Move-out progress faster than expected
The process of student returning to reclaim their property and move out of their residential hall rooms is moving faster that Housing officials expected.
According to University Housing officials, about 1,500 of the approximately 2,400 campus residents have completed their move out of residence halls and University apartment complexes.
“By early July, about 90% of the campus residents will be moved out,” said Phillip Holmes, director of Housing and Residential Education.
Housing officials previously projected that the move out process would be completed closer to August. Mr. Holmes said some out-of-state students have been rescheduled to come at an earlier date to move out of their rooms, and that has helped speed up the overall process – that has included programming to enable social distancing – that began on May 26.
Three freshmen who moved out on June 11 agreed it was an unexpected end to their first-year campus residency.
Kirsten Briscoe, a rising sophomore Political Science major from Prince George County, Md., said she expected to go home for spring break, make some money working at a Dunkin Donuts in her hometown and then head back to Del State to resume her spring semester.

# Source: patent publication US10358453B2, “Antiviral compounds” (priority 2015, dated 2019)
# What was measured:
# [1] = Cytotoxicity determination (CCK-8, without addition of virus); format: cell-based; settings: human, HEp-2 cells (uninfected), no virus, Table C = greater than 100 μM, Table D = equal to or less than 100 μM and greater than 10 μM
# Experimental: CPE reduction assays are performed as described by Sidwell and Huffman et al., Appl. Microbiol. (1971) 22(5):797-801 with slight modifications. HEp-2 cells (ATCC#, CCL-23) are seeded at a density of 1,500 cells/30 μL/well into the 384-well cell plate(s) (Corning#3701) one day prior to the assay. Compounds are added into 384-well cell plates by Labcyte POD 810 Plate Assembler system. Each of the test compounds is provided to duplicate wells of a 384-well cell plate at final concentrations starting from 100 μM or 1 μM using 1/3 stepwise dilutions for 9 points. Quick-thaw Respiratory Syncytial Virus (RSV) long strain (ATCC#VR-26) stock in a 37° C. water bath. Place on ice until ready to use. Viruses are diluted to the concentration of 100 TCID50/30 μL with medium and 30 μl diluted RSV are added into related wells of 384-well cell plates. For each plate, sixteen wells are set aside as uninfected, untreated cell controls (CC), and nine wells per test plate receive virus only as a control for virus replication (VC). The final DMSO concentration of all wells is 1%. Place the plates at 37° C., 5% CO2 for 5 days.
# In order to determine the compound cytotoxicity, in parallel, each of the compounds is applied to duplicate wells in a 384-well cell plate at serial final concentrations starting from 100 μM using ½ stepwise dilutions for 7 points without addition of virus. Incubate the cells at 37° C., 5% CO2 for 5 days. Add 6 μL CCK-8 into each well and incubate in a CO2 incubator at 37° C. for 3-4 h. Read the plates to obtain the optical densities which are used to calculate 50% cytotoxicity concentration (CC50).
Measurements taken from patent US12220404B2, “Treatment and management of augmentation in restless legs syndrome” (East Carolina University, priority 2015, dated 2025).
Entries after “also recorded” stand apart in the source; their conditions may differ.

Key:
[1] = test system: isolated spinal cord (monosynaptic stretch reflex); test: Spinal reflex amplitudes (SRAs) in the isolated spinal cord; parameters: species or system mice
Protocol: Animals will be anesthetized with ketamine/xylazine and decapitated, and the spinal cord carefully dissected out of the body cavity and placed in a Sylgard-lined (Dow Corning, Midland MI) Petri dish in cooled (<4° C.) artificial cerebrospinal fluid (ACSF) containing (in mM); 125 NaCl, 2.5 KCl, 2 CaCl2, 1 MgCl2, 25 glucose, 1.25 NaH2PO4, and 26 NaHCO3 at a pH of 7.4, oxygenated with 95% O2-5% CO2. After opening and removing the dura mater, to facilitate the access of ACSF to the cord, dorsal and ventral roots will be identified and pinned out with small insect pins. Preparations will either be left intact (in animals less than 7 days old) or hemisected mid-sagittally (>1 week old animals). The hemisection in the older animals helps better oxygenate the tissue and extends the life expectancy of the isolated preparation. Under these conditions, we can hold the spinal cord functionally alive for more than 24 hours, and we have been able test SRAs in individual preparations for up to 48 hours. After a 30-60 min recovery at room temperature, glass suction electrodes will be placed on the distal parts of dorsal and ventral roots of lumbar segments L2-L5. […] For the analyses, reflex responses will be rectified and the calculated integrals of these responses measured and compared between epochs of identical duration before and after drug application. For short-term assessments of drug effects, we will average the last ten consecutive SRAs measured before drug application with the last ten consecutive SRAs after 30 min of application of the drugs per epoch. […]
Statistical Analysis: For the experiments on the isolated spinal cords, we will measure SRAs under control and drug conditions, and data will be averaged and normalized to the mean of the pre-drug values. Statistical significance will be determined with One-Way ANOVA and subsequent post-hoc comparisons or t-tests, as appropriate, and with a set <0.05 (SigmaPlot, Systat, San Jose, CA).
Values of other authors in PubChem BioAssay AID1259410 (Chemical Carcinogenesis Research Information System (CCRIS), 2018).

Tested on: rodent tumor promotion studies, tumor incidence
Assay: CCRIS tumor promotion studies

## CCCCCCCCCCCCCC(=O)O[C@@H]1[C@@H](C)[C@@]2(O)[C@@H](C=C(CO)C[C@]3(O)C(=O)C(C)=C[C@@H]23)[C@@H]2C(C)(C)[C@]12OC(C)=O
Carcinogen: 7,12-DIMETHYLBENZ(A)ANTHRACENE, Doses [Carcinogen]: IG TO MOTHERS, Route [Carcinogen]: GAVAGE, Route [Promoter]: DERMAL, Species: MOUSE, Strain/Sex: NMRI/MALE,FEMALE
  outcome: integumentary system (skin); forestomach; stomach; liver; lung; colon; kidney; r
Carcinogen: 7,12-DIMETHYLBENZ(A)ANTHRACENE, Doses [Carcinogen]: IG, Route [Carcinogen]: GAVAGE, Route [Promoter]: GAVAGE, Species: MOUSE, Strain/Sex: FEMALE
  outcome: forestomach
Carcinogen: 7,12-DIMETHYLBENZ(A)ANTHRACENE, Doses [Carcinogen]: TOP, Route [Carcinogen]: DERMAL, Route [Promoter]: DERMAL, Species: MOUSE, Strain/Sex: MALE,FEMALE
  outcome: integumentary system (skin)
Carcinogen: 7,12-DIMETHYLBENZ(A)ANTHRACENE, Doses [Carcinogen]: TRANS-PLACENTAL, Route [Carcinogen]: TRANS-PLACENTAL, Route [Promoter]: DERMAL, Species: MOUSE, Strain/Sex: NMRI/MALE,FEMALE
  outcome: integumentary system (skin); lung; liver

“All I took home were my work clothes and my pajamas,” Kirsten said. “I wasn’t planning on doing anything else during spring break.”
In addition to halting her return to the University, COVID-19 also cut off her paycheck. “My doctor made me stop working at Dunkin Donuts, because I am at higher risk because I have asthma issues,” she said.
Like many students who did not program much studying into their spring break activities, Simone Newell, did not pack notebooks or textbooks for the spring break trip to her hometown Stafford, Va. However, she said her professors made sure she had access to the subject matter.
“They provided us with online versions of the textbook,” said Simone, freshman Biological Sciences/Health Professions major.
Kenisa Hawkes, a rising sophomore and Business Management major from Newark, Del., said she can’t wait to get back to in-person classes.
“I hated the online instruction,” she said. “I need to be in a classroom setting; but I made it work.”